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I think it would be difficult to make a case for this, although I can see some minor sense to it. Yes, the lack of action against Japan by the USSR meant that America bore the brunt of the Pacific War, and yes the Russians had their hands full with Germany. Still, Stalin had plenty of troops available for massive relocation and military action against the Chechens and other ethnic groups in the Caucases during the war, peoples which had not helped the Germans at all and who had supported the Red Army during the Civil War following the Revolution.
It was obvious that any Soviet help fighting Japan would result in Russian domination of any territory they might take (they have never returned the Kuriles to Japan). But the reason for the atomic bombing of the two cities was a purely unilateral military decision to bring the biggest available "gun" to bear in an attempt to force a decision before an actual and extremely costly invasion of Japan. The Japanese military planned total resistance with the entire population of the country to invasion, and if defeated on their native soil to withdraw the government to the mainland of China, where they still had over a million troops with all their equipment and held well over half of China, plus Manchuria, Korea and Indochina. The US could never have expected any aid from Russia in that theatre of war. I do agree that if Stalin bears any responsibility it was through inaction rather than action, but I believe he had every confidence America would prevail eventually, plus the hope that the war would drag on for a few more years, destroy Japan and weaken the US so badly that he would then have a free hand in Asia. Although there were people aware of the bomb who might have thought it would send a message to Stalin, I believe Truman's decision was purely directed at the Japanese militarist government.
Arguing in favor of Stalin’s responsibility for United States dropping atomic bombs on the Japanese cities of Hiroshima and Nagasaki is a tricky issue, specifically because Stalin’s responsibility in the matter, insofar as it can be determined, does not rest in his direct involvement in the events. That is not to say that Stalin is not at least partially responsible for the actions of the United States against Japan in August 1945.
The most revealing factor in this equation is the generally uneasy relationship between the Soviet Union and the United States during World War II. Since Russia had pulled out of World War I after the October Revolution in 1917, the United States was cautious in its dealings with the Communist government that had replaced the Czar. This uneasiness and caution was exacerbated by Stalin’s actions near the end of World War II. As the Allies began to retake those lands to which Germany had laid claim in the years leading up to the war, the Soviet Union seized the opportunity to create satellite states from the countries of Eastern Europe. The United States, perceiving Stalin’s actions to be a repeat of Hitler’s aggression, feared that Communism would spread throughout the rest of Europe. It has been argued that this fear prompted Harry S. Truman to drop the bombs on Hiroshima and Nagasaki. Detonating the bombs was a show of force meant to send Stalin a message: if you keep doing what you are doing, this could happen to you! The Soviet Union being the central source for American fears prompted the United States to commit these two acts.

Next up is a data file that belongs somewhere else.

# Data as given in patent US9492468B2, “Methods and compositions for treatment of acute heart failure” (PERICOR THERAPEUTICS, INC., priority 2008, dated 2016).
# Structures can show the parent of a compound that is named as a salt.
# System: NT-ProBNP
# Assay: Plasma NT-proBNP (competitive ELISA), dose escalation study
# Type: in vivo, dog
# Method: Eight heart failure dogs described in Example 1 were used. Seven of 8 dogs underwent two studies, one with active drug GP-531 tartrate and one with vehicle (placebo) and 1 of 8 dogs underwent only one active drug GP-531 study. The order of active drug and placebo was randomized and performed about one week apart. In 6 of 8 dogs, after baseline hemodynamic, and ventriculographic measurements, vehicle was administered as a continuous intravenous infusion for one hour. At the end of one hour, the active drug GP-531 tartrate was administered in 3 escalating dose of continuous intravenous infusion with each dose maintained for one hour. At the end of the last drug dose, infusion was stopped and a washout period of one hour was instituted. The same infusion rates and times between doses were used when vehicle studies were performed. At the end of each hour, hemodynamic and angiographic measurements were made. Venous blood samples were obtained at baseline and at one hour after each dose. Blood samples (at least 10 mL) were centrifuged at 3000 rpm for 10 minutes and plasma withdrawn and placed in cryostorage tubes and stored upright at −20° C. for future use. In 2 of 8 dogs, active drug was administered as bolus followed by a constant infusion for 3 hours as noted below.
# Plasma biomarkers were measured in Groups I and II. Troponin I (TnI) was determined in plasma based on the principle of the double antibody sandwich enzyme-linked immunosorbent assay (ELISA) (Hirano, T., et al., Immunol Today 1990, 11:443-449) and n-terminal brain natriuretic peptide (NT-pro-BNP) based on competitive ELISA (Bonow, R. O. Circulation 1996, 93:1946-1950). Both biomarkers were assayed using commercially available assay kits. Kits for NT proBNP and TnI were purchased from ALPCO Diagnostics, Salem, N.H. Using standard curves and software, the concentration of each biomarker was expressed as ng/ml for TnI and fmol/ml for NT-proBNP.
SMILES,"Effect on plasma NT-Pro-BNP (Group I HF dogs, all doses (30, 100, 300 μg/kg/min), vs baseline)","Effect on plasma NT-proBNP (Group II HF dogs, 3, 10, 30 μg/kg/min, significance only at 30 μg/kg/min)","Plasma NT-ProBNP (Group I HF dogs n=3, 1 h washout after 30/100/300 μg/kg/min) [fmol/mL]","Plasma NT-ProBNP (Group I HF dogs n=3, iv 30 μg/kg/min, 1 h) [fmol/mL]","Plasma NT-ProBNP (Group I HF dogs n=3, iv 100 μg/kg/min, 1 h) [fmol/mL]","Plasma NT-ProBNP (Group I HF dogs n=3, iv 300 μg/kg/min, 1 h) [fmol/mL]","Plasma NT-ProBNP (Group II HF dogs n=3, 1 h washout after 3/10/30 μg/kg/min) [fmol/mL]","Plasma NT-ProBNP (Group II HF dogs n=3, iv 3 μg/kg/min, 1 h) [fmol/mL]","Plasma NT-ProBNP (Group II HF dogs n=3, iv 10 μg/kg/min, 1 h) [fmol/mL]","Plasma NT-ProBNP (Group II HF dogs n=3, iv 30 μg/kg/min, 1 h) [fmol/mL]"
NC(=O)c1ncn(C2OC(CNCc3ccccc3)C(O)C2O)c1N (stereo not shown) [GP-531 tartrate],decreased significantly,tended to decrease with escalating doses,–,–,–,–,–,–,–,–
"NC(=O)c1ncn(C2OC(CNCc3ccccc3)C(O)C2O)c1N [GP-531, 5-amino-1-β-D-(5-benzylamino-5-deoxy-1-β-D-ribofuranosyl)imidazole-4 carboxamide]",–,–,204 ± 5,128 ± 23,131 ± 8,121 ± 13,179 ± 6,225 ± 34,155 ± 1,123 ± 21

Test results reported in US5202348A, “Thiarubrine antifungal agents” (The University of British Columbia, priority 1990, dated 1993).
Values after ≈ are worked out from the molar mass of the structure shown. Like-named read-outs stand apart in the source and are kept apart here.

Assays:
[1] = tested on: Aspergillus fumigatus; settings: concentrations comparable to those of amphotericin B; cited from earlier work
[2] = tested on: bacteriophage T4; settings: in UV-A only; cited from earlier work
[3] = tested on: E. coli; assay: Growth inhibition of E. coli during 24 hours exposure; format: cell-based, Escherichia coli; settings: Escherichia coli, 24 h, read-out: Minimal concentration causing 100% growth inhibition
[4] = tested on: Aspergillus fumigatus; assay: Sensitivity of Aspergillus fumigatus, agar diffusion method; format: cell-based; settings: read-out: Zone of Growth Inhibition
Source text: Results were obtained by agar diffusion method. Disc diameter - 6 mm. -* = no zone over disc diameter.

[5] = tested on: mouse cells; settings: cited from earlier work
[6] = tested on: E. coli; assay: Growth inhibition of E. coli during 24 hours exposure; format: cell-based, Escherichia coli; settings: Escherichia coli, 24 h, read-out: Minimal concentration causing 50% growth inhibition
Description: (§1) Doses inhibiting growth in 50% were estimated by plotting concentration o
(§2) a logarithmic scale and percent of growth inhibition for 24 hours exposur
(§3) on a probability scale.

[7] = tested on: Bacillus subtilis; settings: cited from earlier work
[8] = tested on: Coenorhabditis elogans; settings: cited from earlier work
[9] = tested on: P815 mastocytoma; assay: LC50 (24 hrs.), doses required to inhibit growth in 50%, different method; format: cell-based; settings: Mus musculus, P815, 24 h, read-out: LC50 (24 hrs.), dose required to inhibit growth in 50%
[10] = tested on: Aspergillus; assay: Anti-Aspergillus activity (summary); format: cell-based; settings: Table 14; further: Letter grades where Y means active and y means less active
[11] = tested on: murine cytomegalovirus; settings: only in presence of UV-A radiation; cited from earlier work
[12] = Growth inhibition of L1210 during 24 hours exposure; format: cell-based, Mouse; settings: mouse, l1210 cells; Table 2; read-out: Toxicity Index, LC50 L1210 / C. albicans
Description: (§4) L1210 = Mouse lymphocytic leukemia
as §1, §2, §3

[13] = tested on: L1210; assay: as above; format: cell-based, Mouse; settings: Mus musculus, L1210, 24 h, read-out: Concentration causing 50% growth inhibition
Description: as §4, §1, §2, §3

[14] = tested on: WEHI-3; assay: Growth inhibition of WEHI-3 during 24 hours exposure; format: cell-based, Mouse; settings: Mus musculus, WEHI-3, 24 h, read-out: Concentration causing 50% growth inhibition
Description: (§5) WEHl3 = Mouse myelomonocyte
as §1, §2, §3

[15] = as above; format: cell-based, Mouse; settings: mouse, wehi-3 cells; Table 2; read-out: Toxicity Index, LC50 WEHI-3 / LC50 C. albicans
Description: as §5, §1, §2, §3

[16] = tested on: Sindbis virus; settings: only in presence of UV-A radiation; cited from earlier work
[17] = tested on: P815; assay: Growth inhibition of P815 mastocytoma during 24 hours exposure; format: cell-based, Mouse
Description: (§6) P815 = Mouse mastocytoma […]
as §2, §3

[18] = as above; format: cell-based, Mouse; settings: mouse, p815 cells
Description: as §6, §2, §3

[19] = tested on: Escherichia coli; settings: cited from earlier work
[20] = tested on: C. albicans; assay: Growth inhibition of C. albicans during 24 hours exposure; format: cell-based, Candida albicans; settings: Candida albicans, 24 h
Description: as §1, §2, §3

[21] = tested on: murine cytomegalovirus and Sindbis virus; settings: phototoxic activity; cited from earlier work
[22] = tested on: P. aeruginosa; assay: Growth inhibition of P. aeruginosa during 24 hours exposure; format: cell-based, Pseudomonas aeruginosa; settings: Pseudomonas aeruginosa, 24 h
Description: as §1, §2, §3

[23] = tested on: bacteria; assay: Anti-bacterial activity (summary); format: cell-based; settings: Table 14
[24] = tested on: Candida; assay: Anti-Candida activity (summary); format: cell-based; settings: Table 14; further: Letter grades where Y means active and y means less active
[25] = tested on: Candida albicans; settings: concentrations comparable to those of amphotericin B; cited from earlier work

A less compelling argument for what transpired is that the Soviet Union failed to commit to armed action against Japan until Germany was defeated. The United States, forced to fight on separate fronts and not receiving adequate military aid from the other Allies, could not wait for the conclusion of affairs in Europe; the loss of life in the fight to take Japan had simply taken too much of a toll. Fearing that they could not hold out for Soviet aid, Truman perceived the use of the atomic bomb as the only viable option left open to him. If the Soviet Union had committed to aiding the American campaign against Japan, the use of the atomic bombs may not have proven necessary. While Stalin did not push the button to drop the bombs, his actions, or perhaps his lack of action, certainly affected American military action against Japan.
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